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thank you for the add! I recently moved back to florida from NC and I"m happy to be here! ... See MoreSee Less

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ATTENTION PAST, PRESENT AND FUTURE VOLUNTEERS.......

WE NEED 3 VOLUNTEERS TO WORK AT NEXT WEDNESDAY'S FARMER'S MARKET IN DOWNTOWN GAINESVILLE.

We start at 1:30 loading up plants and everything else we need. Arrive no later than 3:00 to setup and begin selling from 4 -7pm. We leave at 7 and head back to unload what is left. This counts towards getting plants in exchange for hours. Just think of all the fun you can have and meet lots of new people! If interested please call 352-222-2489.
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We all had a great time on Sunday with the women from Sigma Sigma Rho. Thank you Ladies for coming and helping out!
We also want to thank the volunteers that came out on their own and pitched right in.

If we continue to have volunteer groups or individuals come out several Sundays every month then the Edible Plant Project will thrive like never before. We need your help to continue to succeed and don't forget, for every 2 hours you work you receive an edible plant!
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Thank you for the add to this group. I will do my best on every visit to help others grow ... See MoreSee Less

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Chaya

Chaya or spinach tree or Tree Spinach (Cnidoscolus chayamansa) is actually about twice as nutritious as spinach. It is a good source of nutrients including protein, calcium, iron, potassium, and vitamin C. It is a fast growing dense shrub, native to Mexico’s Yucatan peninsula. It grows to about 6-8 feet tall.

Soil: Tolerates most soil conditions, but might dislike acid. Liming and fertilizing should benefit Chaya. The leaves contain a lot of protein, calcium, and potassium, so the soil must have it for the plant to extract, if it is to be healthy. (Nitrogen to make protein)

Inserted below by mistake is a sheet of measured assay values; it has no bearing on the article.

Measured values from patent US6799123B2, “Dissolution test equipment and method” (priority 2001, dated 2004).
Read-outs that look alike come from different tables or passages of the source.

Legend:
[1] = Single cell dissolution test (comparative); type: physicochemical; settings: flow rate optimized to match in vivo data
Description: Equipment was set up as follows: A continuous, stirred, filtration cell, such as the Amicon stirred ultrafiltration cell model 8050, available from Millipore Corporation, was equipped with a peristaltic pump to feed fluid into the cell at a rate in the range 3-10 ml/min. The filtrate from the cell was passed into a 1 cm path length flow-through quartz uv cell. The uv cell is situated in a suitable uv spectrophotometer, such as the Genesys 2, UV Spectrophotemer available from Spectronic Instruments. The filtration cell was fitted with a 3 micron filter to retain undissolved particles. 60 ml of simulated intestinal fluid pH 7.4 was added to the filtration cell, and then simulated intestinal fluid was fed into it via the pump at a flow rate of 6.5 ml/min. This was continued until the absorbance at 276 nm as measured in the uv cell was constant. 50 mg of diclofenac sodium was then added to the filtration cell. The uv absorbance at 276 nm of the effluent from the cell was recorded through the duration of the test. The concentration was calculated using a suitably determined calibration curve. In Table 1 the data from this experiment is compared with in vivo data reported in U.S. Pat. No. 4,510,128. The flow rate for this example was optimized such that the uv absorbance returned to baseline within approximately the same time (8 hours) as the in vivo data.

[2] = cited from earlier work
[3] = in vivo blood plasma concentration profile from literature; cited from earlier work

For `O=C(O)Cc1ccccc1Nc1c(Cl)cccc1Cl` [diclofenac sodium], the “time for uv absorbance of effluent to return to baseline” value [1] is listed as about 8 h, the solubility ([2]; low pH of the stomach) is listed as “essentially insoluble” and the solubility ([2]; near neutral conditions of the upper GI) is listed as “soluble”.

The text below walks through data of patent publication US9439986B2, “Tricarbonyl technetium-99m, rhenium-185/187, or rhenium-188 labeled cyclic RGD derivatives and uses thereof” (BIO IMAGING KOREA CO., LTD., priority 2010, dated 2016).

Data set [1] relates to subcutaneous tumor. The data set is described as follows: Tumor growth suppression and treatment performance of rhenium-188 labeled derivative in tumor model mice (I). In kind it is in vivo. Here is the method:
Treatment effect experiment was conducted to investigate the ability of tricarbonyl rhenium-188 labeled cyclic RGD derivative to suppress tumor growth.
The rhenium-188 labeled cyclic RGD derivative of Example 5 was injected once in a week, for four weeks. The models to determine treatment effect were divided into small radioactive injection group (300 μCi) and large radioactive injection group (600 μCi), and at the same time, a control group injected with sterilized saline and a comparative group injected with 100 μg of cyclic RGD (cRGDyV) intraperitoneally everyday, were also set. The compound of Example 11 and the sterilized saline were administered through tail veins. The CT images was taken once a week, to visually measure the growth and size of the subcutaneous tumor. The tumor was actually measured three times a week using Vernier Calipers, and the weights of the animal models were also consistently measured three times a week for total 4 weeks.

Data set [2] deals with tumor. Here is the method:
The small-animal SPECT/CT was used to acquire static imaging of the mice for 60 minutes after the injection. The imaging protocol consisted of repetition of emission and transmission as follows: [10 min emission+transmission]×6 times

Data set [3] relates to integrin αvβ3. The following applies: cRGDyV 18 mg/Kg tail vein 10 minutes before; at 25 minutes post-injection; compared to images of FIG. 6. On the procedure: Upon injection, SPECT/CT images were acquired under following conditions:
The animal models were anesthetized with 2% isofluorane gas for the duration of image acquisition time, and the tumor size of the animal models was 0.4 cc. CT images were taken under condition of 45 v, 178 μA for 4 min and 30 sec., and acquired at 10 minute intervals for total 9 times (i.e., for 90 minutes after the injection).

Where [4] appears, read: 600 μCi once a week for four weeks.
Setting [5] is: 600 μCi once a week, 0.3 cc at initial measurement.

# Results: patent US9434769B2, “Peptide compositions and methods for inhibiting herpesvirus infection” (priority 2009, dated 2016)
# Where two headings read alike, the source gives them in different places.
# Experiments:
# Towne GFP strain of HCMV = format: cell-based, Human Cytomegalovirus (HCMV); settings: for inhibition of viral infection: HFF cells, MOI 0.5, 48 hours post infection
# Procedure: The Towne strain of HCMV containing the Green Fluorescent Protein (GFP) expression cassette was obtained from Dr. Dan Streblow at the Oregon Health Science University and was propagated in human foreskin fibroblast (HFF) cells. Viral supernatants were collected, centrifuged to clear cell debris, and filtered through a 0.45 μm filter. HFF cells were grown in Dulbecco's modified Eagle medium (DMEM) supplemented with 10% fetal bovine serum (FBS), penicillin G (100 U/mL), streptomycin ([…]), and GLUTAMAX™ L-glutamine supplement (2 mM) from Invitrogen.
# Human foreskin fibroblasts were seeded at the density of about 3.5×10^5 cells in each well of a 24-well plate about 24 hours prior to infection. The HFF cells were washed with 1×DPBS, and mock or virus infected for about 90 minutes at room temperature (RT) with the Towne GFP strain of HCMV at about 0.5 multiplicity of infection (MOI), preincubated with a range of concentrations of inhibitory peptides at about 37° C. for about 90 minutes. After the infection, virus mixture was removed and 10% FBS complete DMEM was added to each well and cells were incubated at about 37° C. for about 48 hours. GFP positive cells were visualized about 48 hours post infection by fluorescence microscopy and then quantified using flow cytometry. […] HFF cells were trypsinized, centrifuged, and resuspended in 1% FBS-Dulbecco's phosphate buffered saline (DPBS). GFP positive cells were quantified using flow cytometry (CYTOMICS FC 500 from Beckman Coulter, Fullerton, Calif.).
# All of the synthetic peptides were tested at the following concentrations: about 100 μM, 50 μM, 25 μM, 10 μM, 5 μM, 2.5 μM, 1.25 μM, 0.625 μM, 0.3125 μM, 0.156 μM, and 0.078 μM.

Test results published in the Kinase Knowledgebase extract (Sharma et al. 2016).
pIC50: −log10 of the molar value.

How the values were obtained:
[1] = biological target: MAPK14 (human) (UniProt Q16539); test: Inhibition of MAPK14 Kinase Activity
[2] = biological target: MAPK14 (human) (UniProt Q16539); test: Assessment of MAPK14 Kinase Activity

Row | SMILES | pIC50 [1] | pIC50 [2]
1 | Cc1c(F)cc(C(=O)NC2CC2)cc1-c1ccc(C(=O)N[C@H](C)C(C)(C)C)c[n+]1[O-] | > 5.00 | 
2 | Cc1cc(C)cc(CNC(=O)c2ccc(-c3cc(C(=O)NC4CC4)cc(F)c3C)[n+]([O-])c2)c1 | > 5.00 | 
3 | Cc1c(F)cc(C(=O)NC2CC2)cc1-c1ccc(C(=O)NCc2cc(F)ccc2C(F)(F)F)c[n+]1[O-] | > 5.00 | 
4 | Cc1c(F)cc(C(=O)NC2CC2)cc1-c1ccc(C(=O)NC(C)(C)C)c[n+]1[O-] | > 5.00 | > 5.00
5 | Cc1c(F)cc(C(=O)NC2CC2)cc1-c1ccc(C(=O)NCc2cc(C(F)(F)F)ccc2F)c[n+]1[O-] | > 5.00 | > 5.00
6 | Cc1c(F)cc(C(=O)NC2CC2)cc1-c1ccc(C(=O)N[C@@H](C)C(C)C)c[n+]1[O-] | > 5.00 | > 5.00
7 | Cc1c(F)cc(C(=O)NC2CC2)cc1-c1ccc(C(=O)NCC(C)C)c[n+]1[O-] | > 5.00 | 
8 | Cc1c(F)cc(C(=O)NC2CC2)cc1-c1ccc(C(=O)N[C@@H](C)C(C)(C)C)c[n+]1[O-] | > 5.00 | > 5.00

Water: well to somewhat well drained. Tolerates brief flooding and droughts
Sun: full is best, tolerates shade
Cold: Can be killed by a hard freeze, but will usually resprout from the roots. Mulch the base to protect it.
Pruning: Unnecessary, but sometimes used to control height. Crowded internal branches can be removed for propagation or aesthetics.
Propagation: Easily propagated by stem cuttings.
Pests: none
Other problems: It can be slow to get going.

Harvesting, storage, and preparation: Most recommendations say not to harvest until the second year, because the plants are slow to establish before they can grow quickly. Our plants seem to take very quickly to our special potting mix. Never harvest more than 50% of the leaves, except from stems cut for propagation. Leaves must be cooked to release cyanide, which evaporates. Apparently aluminum cookware can cause a diarrhea-causing reaction with the cyanide compounds when cooking. We are not sure if this is true. On principle it’s wise to cook all fruits and vegetables in non-aluminum pans because of their high acidity.
chaya1small-copychaya21

More photos on Flickr: https://www.flickr.com/search?sort=relevance&text=Cnidoscolus%20chayamansa

More information, including recipes:

http://thematrix.sureste.com/cityview/merida2/articulos/chaya.htm

pdf – Chaya Information Sheet
(to print out)


3 comments to Chaya

  • Brian

    Hey everyone,
    So, I planted on of these at the Health Department in Belle Glade ~2 years ago. It’s about 5-6 ft now. I have not tried this until this weekend. I boiled it 2x, then I added them to some mashed potatoes. Not bad.

    For some reason, our ECHO link doesn’t work. This does.

    http://echotech.org/mambo/images/DocMan/Chaya07.pdf

    FYI for nutrition
    http://www.hort.purdue.edu/newcrop/proceedings1996/V3-516.html

  • Natalie L.

    I have one for 3 to 4 years that i started from cutting. it just grow by itself in poor sandy soil and part shade with very little watering. I use it like cooked spinach or collards greens and add in in soup or curry. tolarate light frost, drought.

  • Jeanne Ridings Delacruz

    A friend gave me a plant, 12 inches long. I planted in poor soil but building it up. It grew to 6 feet. The branches easily break. I just make a hole and plant them all over, here and there. So far 4 are growing. They do not take much room and are delicious. I mix my greens and cook in coconut milk and spices, so good. Thank you for the pictures and the name. I did not know. The samoan people love this and eat a lot. Aloha from hawaii Jeanne

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